Lecture 20
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Lecture 20. ANNOUNCEMENTS HW#11 is due in 2 weeks, on 11/20. Review session: Fri. 11/9, 3-5PM in 306 Soda (HP Auditorium) Midterm #2 (Thursday 11/15 in Sibley Auditorium): Material of Lectures 11-18 (HW# 7-10; Chapters 6,9,11) 4 pgs of notes (double-sided, 8.5”×11”), calculator allowed.

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Lecture 20

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Lecture 20

ANNOUNCEMENTS

  • HW#11 is due in 2 weeks, on 11/20.

  • Review session: Fri. 11/9, 3-5PM in 306 Soda (HP Auditorium)

  • Midterm #2 (Thursday 11/15 in Sibley Auditorium):

    • Material of Lectures 11-18 (HW# 7-10; Chapters 6,9,11)

    • 4 pgs of notes (double-sided, 8.5”×11”), calculator allowed

OUTLINE

  • Review of MOSFET Amplifiers

  • MOSFET Cascode Stage

  • MOSFET Current Mirror

    Reading: Chapter 9


Review: MOSFET Amplifier Design

  • A MOSFET amplifier circuit should be designed to

    • ensure that the MOSFET operates in the saturation region,

    • allow the desired level of DC current to flow, and

    • couple to a small-signal input source and to an output “load”.

  • Proper “DC biasing” is required!

    (DC analysis using large-signal MOSFET model)

  • Key amplifier parameters:

    (AC analysis using small-signal MOSFET model)

    • Voltage gain Av  vout/vin

    • Input resistance Rin resistance seen between the input node and ground (with output terminal floating)

    • Output resistance Rout resistance seen between the output node and ground (with input terminal grounded)


MOSFET Models

  • The large-signal model is used to determine the DC operating point (VGS, VDS, ID) of the MOSFET.

  • The small-signal model is used to determine how the output responds to an input signal.


Comparison of Amplifier Topologies

Common Source

  • Large Av < 0

    - degraded by RS

  • Large Rin

    • determined by biasing circuitry

  • Rout RD

  • ro decreases Av & Rout

    but impedance seen

    looking into the drain

    can be “boosted” by

    source degeneration

  • Common Gate

    • Large Av > 0

      -degraded by RS

    • Small Rin

      • - decreased by RS

    • Rout RD

    • ro decreases Av & Rout

      • but impedance seen

      • looking into the drain

      • can be “boosted” by

      • source degeneration

    Source Follower

    • 0 < Av ≤ 1

    • Large Rin

      • determined by biasing circuitry

    • Small Rout

      • - decreased by RS

    • ro decreases Av & Rout


    Common Source Stage


    Common Gate Stage


    Source Follower


    CS Stage Example 1

    • M1 is the amplifying device; M2 and M3 serve as the load.

    Equivalent circuit for small-signal analysis,

    showing resistances connected to the drain


    CS Stage Example 2

    • M1 is the amplifying device; M3 serves as a source (degeneration) resistance; M2 serves as the load.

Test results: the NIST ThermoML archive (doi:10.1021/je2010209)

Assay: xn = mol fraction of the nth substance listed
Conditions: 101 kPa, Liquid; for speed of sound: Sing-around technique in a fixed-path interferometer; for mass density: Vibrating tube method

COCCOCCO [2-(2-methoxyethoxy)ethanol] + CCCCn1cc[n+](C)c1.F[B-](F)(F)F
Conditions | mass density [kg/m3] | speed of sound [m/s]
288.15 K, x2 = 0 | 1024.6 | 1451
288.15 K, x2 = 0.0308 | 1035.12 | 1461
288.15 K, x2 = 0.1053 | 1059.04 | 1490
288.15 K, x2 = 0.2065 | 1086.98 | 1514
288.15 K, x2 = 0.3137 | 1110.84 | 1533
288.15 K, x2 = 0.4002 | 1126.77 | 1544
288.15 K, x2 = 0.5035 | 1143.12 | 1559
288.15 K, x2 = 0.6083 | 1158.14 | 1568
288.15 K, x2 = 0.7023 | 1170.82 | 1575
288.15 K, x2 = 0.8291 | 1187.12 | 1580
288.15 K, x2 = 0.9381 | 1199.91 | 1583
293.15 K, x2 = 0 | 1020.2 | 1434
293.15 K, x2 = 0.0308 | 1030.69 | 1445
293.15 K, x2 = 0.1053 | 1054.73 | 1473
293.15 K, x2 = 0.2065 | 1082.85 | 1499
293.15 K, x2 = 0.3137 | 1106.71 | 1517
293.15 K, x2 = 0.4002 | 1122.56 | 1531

Equivalent circuit for small-signal analysis


    CS Stage vs. CG Stage

    • With the input signal applied at different locations, these circuits behave differently, although they are identical in other aspects.

    Common gate amplifier

    Common source amplifier


    Composite Stage Example 1

    • By replacing M1 and the current source with a Thevenin equivalent circuit, and recognizing the right side as a CG stage, the voltage gain can be easily obtained.


    Composite Stage Example 2

    • This example shows that by probing different nodes in a circuit, different output signals can be obtained.

    • Vout1 is a result of M1 acting as a source follower, whereas Vout2 is a result of M1 acting as a CS stage with degeneration.


    NMOS Cascode Stage

    • Unlike a BJT cascode, the output impedance is not limited by .


    PMOS Cascode Stage


    Short-Circuit Transconductance

    • The short-circuit transconductance is a measure of the strength of a circuit in converting an input voltage signal into an output current signal:

    • The voltage gain of a linear circuit is

      (Rout is the output resistance of the circuit)


    Transconductance Example


    MOS Cascode Amplifier


    PMOS Cascode Current Source as Load

    • A large load impedance can be achieved by using a PMOS cascode current source.


    MOS Current Mirror

    • The motivation behind a current mirror is to duplicate a (scaled version of the) “golden current” to other locations.

    Current Mirror Circuitry

    Current mirror concept

    Generation of required VGS


    MOS Current Mirror – NOT!

    • This is not a current mirror, because the relationship between VX and IREF is not clearly defined.

    • The only way to clearly define VX with IREF is to use a diode-connected MOS since it provides square-law I-V relationship.


    Example: Current Scaling

    • MOS current mirrors can be used to scale IREF up or down

      • I1 = 0.2mA; I2 = 0.5mA


    Impact of Channel-Length Modulation


    CMOS Current Mirror


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